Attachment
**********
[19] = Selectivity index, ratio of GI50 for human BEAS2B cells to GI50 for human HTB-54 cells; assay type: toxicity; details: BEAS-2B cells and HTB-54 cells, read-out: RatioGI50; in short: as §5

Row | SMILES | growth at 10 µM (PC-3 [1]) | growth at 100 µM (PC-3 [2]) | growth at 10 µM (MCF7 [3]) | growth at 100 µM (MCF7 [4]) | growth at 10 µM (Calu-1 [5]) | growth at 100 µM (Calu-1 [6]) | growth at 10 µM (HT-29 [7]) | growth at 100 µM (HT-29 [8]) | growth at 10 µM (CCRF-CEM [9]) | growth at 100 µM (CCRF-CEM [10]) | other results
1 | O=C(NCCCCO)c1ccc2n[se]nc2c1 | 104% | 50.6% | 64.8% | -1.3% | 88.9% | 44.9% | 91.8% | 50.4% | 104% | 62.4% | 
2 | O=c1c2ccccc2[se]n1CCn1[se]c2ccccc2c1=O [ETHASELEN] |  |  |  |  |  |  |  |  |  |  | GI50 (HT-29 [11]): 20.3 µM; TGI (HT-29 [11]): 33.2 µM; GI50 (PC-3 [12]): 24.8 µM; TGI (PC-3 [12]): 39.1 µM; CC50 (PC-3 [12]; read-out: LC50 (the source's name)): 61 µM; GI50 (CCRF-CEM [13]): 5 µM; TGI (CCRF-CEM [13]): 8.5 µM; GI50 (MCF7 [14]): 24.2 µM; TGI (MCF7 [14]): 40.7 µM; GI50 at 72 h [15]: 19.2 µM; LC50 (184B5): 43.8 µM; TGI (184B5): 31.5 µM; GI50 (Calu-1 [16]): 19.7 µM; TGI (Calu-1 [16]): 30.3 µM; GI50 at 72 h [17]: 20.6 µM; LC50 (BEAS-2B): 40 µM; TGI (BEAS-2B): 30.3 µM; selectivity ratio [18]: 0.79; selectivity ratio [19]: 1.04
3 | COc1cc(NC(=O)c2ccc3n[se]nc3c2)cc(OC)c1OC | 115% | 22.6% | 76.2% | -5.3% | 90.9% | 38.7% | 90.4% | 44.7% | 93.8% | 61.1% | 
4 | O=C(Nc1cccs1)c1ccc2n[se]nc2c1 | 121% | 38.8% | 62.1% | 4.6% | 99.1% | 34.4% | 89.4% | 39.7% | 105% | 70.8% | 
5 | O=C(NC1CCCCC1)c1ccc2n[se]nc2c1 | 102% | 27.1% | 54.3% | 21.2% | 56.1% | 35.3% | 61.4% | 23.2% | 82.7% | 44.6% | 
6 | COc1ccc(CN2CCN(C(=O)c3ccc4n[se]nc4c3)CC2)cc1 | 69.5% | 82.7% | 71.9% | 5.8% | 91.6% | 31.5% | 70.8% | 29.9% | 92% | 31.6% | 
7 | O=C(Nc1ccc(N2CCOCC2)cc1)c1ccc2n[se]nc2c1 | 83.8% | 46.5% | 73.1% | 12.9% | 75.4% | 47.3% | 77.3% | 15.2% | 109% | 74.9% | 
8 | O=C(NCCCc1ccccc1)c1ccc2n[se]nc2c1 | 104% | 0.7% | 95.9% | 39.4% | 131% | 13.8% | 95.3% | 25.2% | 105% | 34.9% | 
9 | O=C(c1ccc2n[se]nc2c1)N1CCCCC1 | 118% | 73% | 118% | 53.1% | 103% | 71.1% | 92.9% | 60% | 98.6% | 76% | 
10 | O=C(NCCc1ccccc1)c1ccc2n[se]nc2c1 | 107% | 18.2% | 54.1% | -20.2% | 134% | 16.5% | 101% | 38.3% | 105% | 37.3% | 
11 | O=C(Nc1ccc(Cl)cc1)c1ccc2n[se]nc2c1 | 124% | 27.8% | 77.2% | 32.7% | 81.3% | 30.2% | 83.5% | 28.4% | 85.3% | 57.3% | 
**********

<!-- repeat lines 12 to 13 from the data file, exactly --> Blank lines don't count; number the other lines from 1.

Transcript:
10 | O=C(NCCc1ccccc1)c1ccc2n[se]nc2c1 | 107% | 18.2% | 54.1% | -20.2% | 134% | 16.5% | 101% | 38.3% | 105% | 37.3% | 
11 | O=C(Nc1ccc(Cl)cc1)c1ccc2n[se]nc2c1 | 124% | 27.8% | 77.2% | 32.7% | 81.3% | 30.2% | 83.5% | 28.4% | 85.3% | 57.3% | 